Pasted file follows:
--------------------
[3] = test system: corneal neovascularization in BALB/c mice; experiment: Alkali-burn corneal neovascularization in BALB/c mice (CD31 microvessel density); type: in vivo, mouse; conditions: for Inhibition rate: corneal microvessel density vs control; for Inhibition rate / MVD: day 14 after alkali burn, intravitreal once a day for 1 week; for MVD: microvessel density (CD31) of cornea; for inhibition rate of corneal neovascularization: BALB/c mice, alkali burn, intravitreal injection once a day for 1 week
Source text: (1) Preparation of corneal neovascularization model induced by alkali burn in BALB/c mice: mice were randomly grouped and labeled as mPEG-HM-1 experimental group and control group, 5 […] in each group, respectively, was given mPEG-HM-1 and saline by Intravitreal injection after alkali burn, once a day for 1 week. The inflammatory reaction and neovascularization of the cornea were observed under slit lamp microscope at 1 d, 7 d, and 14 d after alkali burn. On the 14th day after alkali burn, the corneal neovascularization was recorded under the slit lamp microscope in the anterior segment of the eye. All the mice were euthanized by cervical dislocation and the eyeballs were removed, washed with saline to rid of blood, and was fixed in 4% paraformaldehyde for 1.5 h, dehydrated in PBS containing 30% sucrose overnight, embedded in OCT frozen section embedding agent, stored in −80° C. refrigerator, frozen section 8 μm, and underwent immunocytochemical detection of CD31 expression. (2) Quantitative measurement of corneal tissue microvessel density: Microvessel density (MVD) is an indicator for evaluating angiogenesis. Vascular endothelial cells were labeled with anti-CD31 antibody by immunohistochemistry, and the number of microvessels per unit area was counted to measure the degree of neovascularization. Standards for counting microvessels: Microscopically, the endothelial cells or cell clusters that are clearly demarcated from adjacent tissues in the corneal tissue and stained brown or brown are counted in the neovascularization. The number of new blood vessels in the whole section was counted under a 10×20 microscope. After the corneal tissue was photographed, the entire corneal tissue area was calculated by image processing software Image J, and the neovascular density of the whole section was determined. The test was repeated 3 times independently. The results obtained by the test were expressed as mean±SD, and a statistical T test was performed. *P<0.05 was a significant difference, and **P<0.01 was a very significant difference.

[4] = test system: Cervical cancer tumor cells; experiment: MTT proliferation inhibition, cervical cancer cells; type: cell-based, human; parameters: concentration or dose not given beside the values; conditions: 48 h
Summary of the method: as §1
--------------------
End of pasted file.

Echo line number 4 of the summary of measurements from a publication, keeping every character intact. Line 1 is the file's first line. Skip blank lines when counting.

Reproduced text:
Summary of the method: as §1